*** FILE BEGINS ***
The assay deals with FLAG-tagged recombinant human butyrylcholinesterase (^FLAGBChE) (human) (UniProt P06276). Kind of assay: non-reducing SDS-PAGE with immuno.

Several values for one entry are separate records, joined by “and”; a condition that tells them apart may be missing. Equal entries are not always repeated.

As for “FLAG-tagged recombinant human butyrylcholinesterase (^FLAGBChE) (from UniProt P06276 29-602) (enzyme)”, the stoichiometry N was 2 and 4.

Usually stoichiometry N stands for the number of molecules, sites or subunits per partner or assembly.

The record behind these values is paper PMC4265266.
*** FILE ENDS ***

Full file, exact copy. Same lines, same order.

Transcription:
The assay deals with FLAG-tagged recombinant human butyrylcholinesterase (^FLAGBChE) (human) (UniProt P06276). Kind of assay: non-reducing SDS-PAGE with immuno.

Several values for one entry are separate records, joined by “and”; a condition that tells them apart may be missing. Equal entries are not always repeated.

As for “FLAG-tagged recombinant human butyrylcholinesterase (^FLAGBChE) (from UniProt P06276 29-602) (enzyme)”, the stoichiometry N was 2 and 4.

Usually stoichiometry N stands for the number of molecules, sites or subunits per partner or assembly.

The record behind these values is paper PMC4265266.